I do think Douglas is in the right with much of what he says. I do agree that there are many people who have several good actions, but they have no commitment to Christ. These are the kinds of people who are talked about in Matthew 7.

On the other hand, there are too many people who “prayed a prayer” and their life shows no devotion to Christ whatsoever and they just want to look back at an event and say “Yeah. I’m good” and then move on from there.

This situation unfortunately happens in many of our churches where we have placed an emphasis on conversion and have not placed one on discipleship. In fact, dare I say it, but if we placed more emphasis on discipleship, it could be that books like Douglas’s wouldn’t need to be written. I am glad that they are. I am just saddened that they need to be.

I do think Douglas has a sound approach to 1 John, though I probably wouldn’t hold to the same views as many evangelicals, such as I do think apostasy from Christ is possible. I’ve seen too many ex-Christians to think otherwise.

I also do think that Douglas does get right the kind of worrying that people in this situation go through, with a fear of Hell, and of course, it’s usually in this case a strong fundamentalist interpretation of Hell. (To which, again, more discipleship is the ultimate answer overall.)

I also agree that doubt should not be seen as an enemy. I like how Douglas in the book stresses that we need not run from questions like “Does God exist?” or “Is the Bible true?” or “Did Jesus rise from the dead?” Douglas is certainly right to say this doubt can lead to a greater commitment to Christ when we follow through and do the research!

So where do I think improvement needs to be made?

I think there could be more said in response to passages like the Matthew 7 “Depart from me. I never knew you.” People in the position of doubting salvation usually see themselves as the exception to the rule. They might say “Well Pastor Douglas, I think you’ve certainly made your case, but you know, if Jesus will say that to anyone, it’s going to be me.”

The first way I’d deal with this is getting people to realize that while their feelings and emotions play a role in the Christian life, they are not a determiner of if one is saved or not or even if one has the love of God or not. In fact, I would contend that the true Christian is often one who serves not only when the feelings are not there, but when the opposite feelings are there.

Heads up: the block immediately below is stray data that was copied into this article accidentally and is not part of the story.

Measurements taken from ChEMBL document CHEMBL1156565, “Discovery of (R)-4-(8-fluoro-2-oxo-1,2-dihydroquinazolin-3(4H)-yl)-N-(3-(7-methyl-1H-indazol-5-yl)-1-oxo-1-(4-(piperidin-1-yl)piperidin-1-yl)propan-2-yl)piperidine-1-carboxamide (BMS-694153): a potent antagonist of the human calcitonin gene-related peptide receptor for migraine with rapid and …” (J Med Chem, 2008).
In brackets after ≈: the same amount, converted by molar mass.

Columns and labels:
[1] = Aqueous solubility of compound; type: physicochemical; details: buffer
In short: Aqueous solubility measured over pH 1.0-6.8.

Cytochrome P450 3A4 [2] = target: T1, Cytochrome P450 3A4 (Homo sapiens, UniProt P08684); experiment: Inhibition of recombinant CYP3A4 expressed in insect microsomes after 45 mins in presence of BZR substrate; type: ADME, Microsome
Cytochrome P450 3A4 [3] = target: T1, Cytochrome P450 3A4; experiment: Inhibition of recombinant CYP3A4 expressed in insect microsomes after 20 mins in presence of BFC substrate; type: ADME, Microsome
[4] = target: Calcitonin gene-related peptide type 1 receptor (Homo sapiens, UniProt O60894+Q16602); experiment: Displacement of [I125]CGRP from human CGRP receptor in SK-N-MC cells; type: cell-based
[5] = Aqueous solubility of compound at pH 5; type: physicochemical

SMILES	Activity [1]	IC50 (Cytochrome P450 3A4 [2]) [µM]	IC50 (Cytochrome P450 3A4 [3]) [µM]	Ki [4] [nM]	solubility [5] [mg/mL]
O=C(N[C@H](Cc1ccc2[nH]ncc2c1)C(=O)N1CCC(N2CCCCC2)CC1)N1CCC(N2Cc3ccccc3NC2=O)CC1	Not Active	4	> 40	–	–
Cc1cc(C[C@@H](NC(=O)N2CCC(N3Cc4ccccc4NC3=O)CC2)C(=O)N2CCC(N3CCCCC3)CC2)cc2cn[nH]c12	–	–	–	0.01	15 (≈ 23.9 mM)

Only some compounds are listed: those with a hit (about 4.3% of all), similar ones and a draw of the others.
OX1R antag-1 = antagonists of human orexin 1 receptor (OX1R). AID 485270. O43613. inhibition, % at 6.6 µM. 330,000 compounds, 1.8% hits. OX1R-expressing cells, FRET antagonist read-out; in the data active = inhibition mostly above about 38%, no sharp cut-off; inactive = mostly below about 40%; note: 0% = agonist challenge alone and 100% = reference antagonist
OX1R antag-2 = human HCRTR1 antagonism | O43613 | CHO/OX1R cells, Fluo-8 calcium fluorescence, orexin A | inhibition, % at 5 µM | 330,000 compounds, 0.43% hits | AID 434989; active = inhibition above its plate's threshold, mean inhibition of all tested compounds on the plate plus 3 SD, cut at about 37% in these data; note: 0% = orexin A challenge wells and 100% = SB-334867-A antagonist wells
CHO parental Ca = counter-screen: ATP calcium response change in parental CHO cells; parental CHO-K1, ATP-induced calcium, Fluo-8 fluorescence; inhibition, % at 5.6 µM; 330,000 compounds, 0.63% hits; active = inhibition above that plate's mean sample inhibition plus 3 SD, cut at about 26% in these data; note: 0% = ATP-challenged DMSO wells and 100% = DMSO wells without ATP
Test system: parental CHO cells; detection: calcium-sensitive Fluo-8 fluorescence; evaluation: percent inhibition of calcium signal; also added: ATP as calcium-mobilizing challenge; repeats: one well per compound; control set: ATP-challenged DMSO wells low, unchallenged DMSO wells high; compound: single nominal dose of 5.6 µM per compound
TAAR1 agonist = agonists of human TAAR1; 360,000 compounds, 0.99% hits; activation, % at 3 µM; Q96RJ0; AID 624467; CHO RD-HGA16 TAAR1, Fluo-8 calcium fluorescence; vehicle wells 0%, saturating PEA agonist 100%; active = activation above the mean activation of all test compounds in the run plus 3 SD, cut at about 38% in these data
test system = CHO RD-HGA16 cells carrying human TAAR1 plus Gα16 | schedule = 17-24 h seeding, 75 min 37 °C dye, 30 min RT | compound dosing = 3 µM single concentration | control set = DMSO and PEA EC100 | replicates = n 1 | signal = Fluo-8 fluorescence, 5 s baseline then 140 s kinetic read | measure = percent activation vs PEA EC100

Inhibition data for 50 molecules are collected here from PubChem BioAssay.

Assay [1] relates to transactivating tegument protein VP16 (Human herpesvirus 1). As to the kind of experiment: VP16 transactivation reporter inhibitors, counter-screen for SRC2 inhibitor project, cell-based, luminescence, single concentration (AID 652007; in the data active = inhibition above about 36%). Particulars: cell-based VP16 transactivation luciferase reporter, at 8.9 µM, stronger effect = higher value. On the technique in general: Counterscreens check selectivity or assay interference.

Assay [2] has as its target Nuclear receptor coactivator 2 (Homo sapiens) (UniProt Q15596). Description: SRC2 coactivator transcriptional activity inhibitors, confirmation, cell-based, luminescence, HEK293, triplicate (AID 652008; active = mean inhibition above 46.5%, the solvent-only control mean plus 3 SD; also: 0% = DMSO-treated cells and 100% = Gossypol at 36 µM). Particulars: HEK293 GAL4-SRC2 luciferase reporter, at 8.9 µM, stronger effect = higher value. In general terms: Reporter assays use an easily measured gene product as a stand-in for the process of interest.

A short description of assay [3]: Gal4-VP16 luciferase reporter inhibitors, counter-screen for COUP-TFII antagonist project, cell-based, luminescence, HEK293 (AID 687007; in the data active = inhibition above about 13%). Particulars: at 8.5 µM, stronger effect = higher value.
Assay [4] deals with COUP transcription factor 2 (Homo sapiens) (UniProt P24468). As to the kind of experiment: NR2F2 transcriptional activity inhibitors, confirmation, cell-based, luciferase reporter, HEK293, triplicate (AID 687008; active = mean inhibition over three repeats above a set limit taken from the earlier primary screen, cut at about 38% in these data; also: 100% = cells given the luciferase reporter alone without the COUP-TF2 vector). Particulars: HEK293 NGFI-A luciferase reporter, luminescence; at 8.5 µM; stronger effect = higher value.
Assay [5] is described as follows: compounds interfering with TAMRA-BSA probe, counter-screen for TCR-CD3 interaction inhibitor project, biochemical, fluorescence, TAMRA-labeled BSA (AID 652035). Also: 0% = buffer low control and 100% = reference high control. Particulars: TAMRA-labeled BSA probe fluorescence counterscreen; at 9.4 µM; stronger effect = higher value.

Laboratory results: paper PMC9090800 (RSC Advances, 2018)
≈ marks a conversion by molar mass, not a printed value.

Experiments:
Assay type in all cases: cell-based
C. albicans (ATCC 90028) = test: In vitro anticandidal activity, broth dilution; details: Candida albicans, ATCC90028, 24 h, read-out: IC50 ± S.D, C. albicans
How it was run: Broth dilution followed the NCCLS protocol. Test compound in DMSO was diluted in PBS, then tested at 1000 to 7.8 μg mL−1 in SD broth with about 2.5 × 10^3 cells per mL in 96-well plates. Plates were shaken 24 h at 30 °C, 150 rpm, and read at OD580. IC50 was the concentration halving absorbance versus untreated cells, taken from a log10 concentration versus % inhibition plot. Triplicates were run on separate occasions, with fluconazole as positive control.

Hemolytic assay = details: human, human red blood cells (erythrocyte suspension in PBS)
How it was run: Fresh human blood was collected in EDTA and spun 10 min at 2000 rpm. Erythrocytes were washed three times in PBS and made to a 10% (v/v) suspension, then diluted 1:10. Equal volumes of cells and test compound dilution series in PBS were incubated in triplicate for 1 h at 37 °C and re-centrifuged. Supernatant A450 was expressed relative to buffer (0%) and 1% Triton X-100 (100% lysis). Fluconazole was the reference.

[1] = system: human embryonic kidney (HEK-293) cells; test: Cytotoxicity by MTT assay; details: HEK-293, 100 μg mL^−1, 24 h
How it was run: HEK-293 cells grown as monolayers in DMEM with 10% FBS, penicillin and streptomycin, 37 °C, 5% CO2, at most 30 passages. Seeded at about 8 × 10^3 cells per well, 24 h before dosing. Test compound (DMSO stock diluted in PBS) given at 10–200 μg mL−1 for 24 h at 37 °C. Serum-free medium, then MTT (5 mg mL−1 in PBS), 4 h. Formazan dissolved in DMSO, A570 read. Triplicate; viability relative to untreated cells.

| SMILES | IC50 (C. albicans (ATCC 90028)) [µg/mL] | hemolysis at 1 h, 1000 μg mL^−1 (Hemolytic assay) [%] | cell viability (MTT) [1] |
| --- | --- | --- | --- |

For instance, in marriage, when we feel a great love for our spouse, it is very easy to serve and adore our spouse, but when our spouse has done something to really annoy us, it is very difficult to love and serve them, and yet that is what we are required to do anyway.

In our Christian walk, we are guaranteed to go through all the phases. There will be times where we delight in serving Jesus and there will be times that that is the last thing we want to do. The question is not how we feel, but what is our duty, what are we called to?

The second way is I’d point out that 99.9% of the time that when I meet someone who is worried about their salvation, I can rest assured they already have it. The reason that they care so much is because of the purpose Christ has in their worldview. A lot of times people want to debate the question of eternal security. I say just make it simple. Just trust Christ and you don’t have to worry.

In conclusion, I think Douglas has taken care of the Scriptural side, but I think in a future addition, I’d add in a bit to deal with the side of the emotions running away with the reason as that is the root of the problem. An excellent resource on this can be found in the work of Gary Habermas on doubt. You can get two of his books for free on the topic at his web site of GaryHabermas.com.

I do think this work can help those who are struggling as I’ve said. I’d just like to see more expansion on dealing with the emotional turbulence that such a person is going through at the time.

In Christ,
Nick Peters